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2012 – a year of irony for the media industry?

December 29th, 2011 | 2 Comments | Posted by in Comment, Funny, Journalism

By Matt Buck, currently engaged as engraver to @tobiasgrubbe

If…

1. Rupert Murdoch revives the News of the World, but online-only.

2. Nick Davies loses his job at the Guardian, but joins the revived News of the World as part of its investigative team.

3. The Guardian poaches the “fake sheikh” Mazher Mahmood from the Sunday Times.

4. A trend develops for floundering local newspapers to be bought out by local entrepreneurs, returning control and vested interest to their communities.

5. The Leveson inquiry into the culture, practice and ethics of the UK press concludes nothing needs to be done about unethical and/or illegal media practices, as they are redundant because everyone is publicly revealing everything about themselves on social media sites like Facebook anyway.

6. Journalists are officially declared to be bloggers, thereby ending a perennial (and very tedious) debate.

7. The Guardian launches a paywall.

8. Richard Desmond, founder of Northern & Shell and owner of Express Newspapers is knighted in the New Year Honour list and becomes chair of the Press Complaints Commission (PCC).

9. Wikileaks founder Julian Assange is awarded the Presidential Medal of Freedom and is appointed National Security Adviser to the Obama administration.

10. Facebook buys the Daily Mail, as part of a number of strategic acquisitions of ‘accordant’ news outlets throughout the world.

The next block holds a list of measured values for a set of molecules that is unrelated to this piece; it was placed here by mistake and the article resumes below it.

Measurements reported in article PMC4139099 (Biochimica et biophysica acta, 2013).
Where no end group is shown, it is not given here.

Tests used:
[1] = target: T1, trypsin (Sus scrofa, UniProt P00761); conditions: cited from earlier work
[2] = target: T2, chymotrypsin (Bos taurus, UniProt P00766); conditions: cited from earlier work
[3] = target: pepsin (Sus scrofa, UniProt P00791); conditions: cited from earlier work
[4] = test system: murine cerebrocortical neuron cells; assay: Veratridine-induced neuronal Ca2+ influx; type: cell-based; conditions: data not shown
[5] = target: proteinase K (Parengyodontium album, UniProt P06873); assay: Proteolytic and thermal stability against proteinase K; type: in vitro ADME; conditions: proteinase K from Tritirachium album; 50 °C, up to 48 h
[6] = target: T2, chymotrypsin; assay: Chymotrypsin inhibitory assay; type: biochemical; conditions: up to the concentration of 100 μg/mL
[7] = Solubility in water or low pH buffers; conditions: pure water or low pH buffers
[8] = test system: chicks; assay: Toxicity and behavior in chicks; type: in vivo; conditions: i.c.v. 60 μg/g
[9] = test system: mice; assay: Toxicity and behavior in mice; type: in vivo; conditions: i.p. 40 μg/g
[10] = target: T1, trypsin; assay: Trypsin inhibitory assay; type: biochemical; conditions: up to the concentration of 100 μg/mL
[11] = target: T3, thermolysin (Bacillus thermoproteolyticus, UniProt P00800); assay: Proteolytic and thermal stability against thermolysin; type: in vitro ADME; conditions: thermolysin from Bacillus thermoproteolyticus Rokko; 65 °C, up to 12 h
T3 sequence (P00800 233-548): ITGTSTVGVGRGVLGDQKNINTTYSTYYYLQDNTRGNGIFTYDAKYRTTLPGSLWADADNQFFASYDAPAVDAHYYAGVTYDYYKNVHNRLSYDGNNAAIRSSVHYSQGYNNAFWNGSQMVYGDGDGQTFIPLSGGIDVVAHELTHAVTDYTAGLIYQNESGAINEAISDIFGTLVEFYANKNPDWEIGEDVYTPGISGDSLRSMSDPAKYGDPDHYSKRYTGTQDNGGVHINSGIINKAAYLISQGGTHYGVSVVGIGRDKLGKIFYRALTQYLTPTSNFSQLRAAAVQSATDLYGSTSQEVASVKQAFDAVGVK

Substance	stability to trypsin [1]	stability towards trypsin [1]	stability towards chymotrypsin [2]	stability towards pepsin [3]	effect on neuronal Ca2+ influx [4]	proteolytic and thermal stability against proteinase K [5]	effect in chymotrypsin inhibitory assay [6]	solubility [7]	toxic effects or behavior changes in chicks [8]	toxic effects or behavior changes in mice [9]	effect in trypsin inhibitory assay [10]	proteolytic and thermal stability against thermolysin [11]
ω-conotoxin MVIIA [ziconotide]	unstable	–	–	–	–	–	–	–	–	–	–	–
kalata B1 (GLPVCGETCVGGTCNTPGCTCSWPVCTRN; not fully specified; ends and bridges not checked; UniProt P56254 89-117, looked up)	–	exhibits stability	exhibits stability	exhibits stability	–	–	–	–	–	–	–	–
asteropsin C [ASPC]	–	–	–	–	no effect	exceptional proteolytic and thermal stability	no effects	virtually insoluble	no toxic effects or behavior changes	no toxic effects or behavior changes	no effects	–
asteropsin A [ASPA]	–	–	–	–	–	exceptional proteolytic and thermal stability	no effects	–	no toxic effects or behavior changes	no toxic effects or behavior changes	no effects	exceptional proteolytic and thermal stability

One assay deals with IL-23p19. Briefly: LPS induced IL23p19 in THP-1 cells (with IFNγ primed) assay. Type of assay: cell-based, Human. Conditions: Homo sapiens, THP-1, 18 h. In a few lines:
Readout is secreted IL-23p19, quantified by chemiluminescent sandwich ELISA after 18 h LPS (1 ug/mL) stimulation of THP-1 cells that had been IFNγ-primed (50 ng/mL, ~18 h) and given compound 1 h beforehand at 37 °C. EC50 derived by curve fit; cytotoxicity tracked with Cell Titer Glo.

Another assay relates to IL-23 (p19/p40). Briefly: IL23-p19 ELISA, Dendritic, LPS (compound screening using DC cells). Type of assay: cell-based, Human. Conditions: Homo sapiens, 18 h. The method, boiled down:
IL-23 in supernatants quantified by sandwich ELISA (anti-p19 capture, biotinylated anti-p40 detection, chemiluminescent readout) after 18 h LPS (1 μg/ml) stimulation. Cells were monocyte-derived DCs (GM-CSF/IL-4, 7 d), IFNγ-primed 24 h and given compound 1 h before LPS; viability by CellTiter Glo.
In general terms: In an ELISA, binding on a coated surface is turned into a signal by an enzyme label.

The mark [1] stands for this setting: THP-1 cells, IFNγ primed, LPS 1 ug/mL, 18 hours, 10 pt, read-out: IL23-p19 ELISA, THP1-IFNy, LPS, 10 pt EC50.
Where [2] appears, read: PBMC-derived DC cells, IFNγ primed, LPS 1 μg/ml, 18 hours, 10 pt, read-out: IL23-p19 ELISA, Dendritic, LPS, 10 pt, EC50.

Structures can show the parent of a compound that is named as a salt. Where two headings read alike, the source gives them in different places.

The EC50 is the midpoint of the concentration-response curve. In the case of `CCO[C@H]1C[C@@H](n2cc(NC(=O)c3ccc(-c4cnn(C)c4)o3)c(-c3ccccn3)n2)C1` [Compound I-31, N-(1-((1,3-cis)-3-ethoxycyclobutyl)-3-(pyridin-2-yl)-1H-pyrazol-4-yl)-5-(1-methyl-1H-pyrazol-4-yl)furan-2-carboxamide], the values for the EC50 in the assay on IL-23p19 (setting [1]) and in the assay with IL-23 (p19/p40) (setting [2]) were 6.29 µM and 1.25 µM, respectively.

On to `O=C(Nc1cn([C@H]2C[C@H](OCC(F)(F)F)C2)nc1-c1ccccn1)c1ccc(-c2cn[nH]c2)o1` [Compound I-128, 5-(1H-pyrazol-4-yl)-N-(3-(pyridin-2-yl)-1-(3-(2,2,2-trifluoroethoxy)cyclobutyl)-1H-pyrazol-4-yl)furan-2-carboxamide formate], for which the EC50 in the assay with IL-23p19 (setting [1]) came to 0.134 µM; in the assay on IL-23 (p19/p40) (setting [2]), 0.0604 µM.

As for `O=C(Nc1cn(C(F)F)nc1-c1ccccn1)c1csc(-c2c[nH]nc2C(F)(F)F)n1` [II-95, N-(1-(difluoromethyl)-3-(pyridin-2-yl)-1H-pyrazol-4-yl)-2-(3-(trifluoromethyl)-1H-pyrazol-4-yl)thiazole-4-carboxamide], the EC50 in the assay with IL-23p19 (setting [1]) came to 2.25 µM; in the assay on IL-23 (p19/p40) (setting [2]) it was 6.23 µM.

Thanks to Matt Buck for permission to use his excellent cartoon.

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Sunday Sport founder expected to relaunch paper

The founder of the Sunday Sport is believed to be buying back the title, which went into administration on 4 April.

David Sullivan, who is joint chairman of West Ham United, launched the Sunday Sport in 1986, following with the Daily Sport in 1991.

He sold the two titles in 2007, for £40 million and is now believed to be buying back the Sunday paper for less that £1 million.

A former Sunday Sport editor told Journalism.co.uk Sullivan’s team spent some of yesterday looking for new offices for the Manchester-based title, which is expected to relaunch on 8 May.

Administrators for the Sport titles, BDO, told Journalism.co.uk no deal has been completed and they are “still talking to interested parties”.

It is thought the Daily Sport is not part of the deal.

If no buyer is found for the daily, it will be the first national daily to shut since Today closed in 1995.

Sullivan bailed out Sports Media Group, which owned the titles, in 2009, with a £1.6 million loan, but did not offer more money to save the titles earlier this month when the papers shut with the loss of all 80 jobs, administrators said.

A relaunched Sport would see Sullivan look to win back readers, who have been welcomed by Richard Desmond’s title the Daily Star Sunday since the Sunday Sport’s closure.

A message on the paper’s masthead using the Sport’s typeface has been used by the Daily Star Sunday for the past two weeks.

National Union of Journalists negotiator Lawrence Shaw said he “would welcome any newspaper start up” but warned the sale could still leave freelancers owed large amounts of money.

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Media Standards Trust poses questions over Northern & Shell PCC exclusion

January 13th, 2011 | No Comments | Posted by in Journalism, Magazines

Following news that Richard Desmond’s publisher Northern & Shell had withdrawn all of its titles – including the Daily Mirror and OK! Magazine – from the PCC’s self regulatory system, the Media Standards Trust has posed the following open questions to Northern & Shell, the Press Complaints Commission (PCC) and the Press Board of Finance (PressBof). Republished here in full.